Insured Against Brexit: Aviva Prepares UK’s EU Withdrawal

What’s going on here?

Aviva, Britain’s second-largest insurance company, announces plans to move €9 billion (£7.8 billion) worth of assets to Dublin, in preparation for Brexit.

What does this mean?

Aviva, currently based in Britain, has received approval from the High Court to move these assets to the Irish capital. In approving the shift, Mr Justice Snowden said: “the uncertainty over the Brexit negotiations means that if it delayed further and did nothing, there is a real risk that substantial numbers of policyholders would be materially prejudiced in the event of a hard Brexit by the loss of [Aviva’s] EU passporting rights.” The company had previously arranged this move to take place at 22:59 on 29th March - just one minute before the UK was due to leave the European Union. Since recent parliamentary votes seem to have extended the Brexit period, it is yet to be seen whether Aviva sticks to such pressing deadlines for the move.

Why should law firms care?

Aviva (represented in this matter by London law firm Slaughter and May) is not the only large company making contingency plans. Several banks (including Barclays, RBS, and Lloyds) have set up hubs elsewhere within the European Union in preparation for Brexit. Firms must be aware of these plans and must also be aware of the potential impact this may have.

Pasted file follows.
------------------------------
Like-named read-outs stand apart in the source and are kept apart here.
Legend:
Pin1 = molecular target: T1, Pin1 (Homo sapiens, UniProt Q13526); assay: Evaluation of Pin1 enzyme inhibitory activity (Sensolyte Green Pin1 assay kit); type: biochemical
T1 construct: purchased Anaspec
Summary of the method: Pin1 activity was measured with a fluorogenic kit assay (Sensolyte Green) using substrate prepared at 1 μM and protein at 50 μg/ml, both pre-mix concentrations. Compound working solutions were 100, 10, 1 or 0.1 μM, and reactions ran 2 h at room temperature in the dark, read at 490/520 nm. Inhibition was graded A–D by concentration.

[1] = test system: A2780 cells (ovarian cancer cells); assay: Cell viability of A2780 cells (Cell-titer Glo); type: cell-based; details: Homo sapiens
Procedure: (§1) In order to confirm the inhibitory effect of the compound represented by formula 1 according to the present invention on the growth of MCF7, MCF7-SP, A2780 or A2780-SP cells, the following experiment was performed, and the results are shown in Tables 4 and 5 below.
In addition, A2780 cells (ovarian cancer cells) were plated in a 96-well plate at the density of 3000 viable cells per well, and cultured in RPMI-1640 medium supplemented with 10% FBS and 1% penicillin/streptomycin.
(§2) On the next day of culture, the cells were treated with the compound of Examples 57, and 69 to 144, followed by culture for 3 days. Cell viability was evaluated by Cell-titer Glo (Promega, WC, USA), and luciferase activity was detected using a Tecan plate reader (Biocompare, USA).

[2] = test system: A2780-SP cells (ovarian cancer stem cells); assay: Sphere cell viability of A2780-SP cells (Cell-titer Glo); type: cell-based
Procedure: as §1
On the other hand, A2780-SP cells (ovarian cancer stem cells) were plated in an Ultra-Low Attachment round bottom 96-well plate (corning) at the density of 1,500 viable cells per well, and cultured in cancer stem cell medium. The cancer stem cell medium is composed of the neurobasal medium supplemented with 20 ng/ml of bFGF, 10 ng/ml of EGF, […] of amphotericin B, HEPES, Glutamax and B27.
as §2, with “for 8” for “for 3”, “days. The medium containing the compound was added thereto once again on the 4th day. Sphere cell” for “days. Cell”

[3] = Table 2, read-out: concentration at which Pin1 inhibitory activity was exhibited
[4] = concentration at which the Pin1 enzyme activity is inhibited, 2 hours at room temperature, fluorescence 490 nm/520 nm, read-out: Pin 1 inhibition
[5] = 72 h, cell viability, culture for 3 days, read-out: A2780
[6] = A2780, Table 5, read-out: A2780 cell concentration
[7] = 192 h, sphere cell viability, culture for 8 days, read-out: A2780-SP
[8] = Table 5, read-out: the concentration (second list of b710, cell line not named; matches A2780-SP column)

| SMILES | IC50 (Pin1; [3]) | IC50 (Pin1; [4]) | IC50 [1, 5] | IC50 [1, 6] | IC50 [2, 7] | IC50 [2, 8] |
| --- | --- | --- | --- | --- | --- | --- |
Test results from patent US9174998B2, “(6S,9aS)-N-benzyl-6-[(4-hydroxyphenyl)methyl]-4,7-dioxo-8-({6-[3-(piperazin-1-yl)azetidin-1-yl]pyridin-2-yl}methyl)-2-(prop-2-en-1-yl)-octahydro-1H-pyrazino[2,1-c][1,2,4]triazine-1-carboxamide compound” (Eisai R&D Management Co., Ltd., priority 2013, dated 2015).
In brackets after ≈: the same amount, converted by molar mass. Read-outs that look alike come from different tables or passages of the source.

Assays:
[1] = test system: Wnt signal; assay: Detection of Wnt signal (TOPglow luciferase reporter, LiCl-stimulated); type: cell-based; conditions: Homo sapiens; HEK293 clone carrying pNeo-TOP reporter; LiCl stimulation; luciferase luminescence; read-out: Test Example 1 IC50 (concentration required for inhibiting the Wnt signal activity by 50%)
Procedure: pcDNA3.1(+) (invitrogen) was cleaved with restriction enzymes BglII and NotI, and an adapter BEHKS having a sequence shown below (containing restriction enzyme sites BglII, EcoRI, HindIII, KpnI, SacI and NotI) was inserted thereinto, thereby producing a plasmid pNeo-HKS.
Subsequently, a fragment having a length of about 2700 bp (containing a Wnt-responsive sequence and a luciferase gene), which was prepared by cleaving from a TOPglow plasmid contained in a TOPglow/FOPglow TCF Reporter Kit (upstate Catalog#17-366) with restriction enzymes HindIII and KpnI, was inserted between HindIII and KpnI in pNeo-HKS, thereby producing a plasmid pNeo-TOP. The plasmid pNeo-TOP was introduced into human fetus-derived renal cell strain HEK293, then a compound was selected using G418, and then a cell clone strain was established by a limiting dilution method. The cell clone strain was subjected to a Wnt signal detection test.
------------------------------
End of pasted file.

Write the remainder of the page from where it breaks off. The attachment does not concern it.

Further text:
Hundreds of jobs and billions of pounds worth of assets may be shifting out of London as a result of Brexit, damaging the city’s reputation as a world financial centre, and impacting heavily on firms’ client bases. This puts law firms in a difficult position, as they will wish to fulfil their clients’ desires to move elsewhere but may push clients to new firms that are more established in their desired destination. Law firms could find themselves experiencing long term, falling demand as the largest companies move elsewhere, adding another strain to the constant pressure to gain more, high-end work.

Other European financial capitals, such as Dublin and Frankfurt, look to benefit greatly from London’s potential demise. One way in which law firms could minimise the potential effect on their revenue could be to expand globally, growing their international presence with offices in other financial capitals, particularly around Europe. 

How law firms handle Brexit will undoubtedly have a huge impact on their viability moving forwards. Is it time to follow Aviva’s lead and insure against the future? Time will tell.

Report written by Elizabeth C.

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